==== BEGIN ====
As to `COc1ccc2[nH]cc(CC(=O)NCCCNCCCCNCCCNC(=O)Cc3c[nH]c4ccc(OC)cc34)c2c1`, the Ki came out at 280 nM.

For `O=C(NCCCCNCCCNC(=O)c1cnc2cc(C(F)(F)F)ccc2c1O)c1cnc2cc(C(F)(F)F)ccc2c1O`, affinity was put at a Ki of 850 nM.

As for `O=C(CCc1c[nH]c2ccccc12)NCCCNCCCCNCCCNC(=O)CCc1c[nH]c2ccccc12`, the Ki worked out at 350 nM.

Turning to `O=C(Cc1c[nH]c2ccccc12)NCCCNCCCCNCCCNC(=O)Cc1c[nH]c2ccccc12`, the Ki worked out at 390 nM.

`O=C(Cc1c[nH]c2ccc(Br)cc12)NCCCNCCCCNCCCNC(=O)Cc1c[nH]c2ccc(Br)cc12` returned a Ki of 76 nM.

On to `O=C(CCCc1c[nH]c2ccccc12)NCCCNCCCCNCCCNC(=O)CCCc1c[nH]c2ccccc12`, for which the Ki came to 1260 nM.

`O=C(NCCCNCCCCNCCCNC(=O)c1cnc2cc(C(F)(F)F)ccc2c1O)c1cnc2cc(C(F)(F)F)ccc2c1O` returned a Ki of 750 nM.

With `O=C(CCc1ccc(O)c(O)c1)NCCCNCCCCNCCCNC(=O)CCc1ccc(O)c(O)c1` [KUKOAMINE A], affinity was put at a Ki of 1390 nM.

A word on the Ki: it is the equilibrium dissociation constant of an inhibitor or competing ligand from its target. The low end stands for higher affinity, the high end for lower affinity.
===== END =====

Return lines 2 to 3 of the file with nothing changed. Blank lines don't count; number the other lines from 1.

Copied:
For `O=C(NCCCCNCCCNC(=O)c1cnc2cc(C(F)(F)F)ccc2c1O)c1cnc2cc(C(F)(F)F)ccc2c1O`, affinity was put at a Ki of 850 nM.

As for `O=C(CCc1c[nH]c2ccccc12)NCCCNCCCCNCCCNC(=O)CCc1c[nH]c2ccccc12`, the Ki worked out at 350 nM.